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Rant #188
(published July 29, 2004)
The Thing Called Intuition
by H.L. Mencken

Men, as every one knows, are disposed to question this superior intelligence of women; their egoism demands the denial, and they are seldom reflective enough to dispose of it by logical and evidential analysis. Moreover, as we shall see a bit later on, there is a certain specious appearance of soundness in their position; they have forced upon women an artificial character which well conceals their real character, and women have found it profitable to encourage the deception. But though every normal man thus cherishes the soothing unction that he is the intellectual superior of all women, and particularly of his wife, he constantly gives the lie to his pretension by consulting and deferring to what he calls her intuition. That is to say, he knows by experience that her judgment in many matters of capital concern is more subtle and searching than his own, and, being disinclined to accredit this greater sagacity to a more competent intelligence, he takes refuge behind the doctrine that it is due to some impenetrable and intangible talent for guessing correctly, some half mystical super sense, some vague(and, in essence, infra-human) instinct.

The true nature of this alleged instinct, however, is revealed by an examination of the situations which inspire a man to call it to his aid. These situations do not arise out of the purely technical problems that are his daily concern, but out of the rarer and more fundamental, and hence enormously more difficult problems which beset him only at long and irregular intervals, and go offer a test, not of his mere capacity for being drilled, but of his capacity for genuine ratiocination. No man, I take it, save one consciously inferior and hen-pecked, would consult his wife about hiring a clerk, or about extending credit to some paltry customer, or about some routine piece of tawdry swindling; but not even the most egoistic man would fail to sound the sentiment of his wife about taking a partner into his business, or about standing for public office, or about combating unfair and ruinous competition, or about marrying off their daughter. Such things are of massive importance; they lie at the foundation of well-being; they call for the best thought that the, man confronted by them can muster; the perils hidden in a wrong decision overcome even the clamors of vanity. It is in such situations that the superior mental grasp of women is of obvious utility, and has to be admitted. It is here that they rise above the insignificant sentimentalities, superstitions and formulae of men, and apply to the business their singular talent for separating the appearance from the substance, and so exercise what is called their intuition.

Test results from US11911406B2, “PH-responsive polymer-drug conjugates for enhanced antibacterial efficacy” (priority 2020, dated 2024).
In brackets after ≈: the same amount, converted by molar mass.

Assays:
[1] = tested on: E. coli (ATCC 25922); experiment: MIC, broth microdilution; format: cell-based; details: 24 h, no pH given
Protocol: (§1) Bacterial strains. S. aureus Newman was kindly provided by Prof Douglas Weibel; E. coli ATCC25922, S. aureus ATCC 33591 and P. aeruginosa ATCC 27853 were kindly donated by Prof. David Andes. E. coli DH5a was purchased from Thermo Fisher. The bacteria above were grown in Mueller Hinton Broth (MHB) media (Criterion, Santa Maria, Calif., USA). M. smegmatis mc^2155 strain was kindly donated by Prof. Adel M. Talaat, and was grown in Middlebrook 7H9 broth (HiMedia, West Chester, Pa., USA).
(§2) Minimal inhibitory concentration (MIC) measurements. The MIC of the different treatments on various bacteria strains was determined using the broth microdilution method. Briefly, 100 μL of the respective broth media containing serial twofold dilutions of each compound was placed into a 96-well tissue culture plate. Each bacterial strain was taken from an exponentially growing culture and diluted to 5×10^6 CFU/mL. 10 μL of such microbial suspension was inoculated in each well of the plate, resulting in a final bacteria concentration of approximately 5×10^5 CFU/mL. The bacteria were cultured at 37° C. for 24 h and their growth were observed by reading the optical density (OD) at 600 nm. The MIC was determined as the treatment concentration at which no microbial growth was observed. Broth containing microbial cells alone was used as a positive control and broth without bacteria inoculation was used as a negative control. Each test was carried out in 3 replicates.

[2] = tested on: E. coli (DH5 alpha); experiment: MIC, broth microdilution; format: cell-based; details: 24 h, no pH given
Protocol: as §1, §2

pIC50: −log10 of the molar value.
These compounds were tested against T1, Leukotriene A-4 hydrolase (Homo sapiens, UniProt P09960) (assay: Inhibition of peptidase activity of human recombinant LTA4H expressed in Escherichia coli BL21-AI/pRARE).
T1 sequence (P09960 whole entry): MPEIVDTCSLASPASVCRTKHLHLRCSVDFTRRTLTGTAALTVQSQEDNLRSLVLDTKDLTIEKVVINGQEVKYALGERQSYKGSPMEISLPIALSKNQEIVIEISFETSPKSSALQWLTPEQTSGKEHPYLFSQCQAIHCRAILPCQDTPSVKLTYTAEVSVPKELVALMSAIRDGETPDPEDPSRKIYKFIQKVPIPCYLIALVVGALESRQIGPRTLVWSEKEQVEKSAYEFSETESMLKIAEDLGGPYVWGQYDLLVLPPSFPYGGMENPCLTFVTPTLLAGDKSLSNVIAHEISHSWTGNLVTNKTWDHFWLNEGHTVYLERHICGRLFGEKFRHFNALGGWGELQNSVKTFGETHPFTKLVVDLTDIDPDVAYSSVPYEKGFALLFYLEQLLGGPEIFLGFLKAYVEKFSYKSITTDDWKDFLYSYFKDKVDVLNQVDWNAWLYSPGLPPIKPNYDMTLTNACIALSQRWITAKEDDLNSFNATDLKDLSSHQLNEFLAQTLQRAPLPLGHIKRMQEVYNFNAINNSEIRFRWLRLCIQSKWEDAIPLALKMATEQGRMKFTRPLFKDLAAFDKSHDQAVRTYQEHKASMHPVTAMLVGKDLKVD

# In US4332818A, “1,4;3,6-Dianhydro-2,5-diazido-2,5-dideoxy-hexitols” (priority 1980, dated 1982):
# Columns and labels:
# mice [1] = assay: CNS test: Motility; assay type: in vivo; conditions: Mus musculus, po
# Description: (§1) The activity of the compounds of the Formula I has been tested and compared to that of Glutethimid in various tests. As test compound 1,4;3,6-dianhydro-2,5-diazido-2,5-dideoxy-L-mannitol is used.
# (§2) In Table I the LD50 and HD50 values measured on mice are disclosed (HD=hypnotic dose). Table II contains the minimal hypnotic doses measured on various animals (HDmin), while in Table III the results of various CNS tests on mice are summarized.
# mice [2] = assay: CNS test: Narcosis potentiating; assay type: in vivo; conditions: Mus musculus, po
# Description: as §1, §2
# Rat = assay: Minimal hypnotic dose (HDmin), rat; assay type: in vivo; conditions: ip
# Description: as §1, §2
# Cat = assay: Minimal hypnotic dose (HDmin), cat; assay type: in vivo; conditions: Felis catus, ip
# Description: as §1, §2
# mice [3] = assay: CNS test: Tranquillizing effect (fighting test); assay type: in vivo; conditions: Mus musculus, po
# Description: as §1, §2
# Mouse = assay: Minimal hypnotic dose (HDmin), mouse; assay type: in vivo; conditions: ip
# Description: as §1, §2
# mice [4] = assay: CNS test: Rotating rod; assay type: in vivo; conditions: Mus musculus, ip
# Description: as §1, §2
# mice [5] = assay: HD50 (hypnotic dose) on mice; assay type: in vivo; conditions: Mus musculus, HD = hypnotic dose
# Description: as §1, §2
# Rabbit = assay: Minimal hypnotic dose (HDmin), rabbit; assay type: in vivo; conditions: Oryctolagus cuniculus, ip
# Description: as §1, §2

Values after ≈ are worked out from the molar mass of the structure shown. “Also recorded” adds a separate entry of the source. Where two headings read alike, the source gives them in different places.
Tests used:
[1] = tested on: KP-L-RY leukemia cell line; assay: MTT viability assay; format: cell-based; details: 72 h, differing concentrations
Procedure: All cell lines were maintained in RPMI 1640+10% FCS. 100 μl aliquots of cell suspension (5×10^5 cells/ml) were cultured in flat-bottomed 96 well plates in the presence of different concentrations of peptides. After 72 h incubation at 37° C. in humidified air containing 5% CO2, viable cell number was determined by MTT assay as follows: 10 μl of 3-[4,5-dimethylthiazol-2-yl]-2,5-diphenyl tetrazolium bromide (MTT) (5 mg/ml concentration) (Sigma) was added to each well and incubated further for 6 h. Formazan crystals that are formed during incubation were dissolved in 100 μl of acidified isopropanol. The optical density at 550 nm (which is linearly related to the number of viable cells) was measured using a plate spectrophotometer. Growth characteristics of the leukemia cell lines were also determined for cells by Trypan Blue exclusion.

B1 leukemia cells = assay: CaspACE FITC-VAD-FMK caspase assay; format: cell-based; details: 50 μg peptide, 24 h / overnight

Intuition? With all respect, bosh! Then it was intuition that led Darwin to work out the hypothesis of natural selection. Then it was intuition that fabricated the gigantically complex score of "Die Walkure." Then it was intuition that convinced Columbus of the existence of land to the west of the Azores. All this intuition of which so much transcendental rubbish is merchanted is no more and no less than intelligence—intelligence so keen that it can penetrate to the hidden truth through the most formidable wrappings of false semblance and demeanour, and so little corrupted by sentimental prudery that it is equal to the even more difficult task of hauling that truth out into the light, in all its naked hideousness. Women decide the larger questions of life correctly and quickly, not because they are lucky guessers, not because they are divinely inspired, not because they practise a magic inherited from savagery, but simply and solely because they have sense. They see at a glance what most men could not see with searchlights and telescopes; they are at grips with the essentials of a problem before men have finished debating its mere externals. They are the supreme realists of the race. Apparently illogical, they are the possessors of a rare and subtle super-logic. Apparently whimsical, they hang to the truth with a tenacity which carries them through every phase of its incessant, jellylike shifting of form. Apparently unobservant and easily deceived, they see with bright and horrible eyes. In men, too, the same merciless perspicacity sometimes shows itself—men recognized to be more aloof and uninflammable than the general—men of special talent for the logical—sardonic men, cynics. Men, too, sometimes have brains. But that is a rare, rare man, I venture, who is as steadily intelligent, as constantly sound in judgment, as little put off by appearances, as the average women of forty-eight.

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On the Decay of the Art of Lying (part 1 of 2)
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The Thing Called Intuition
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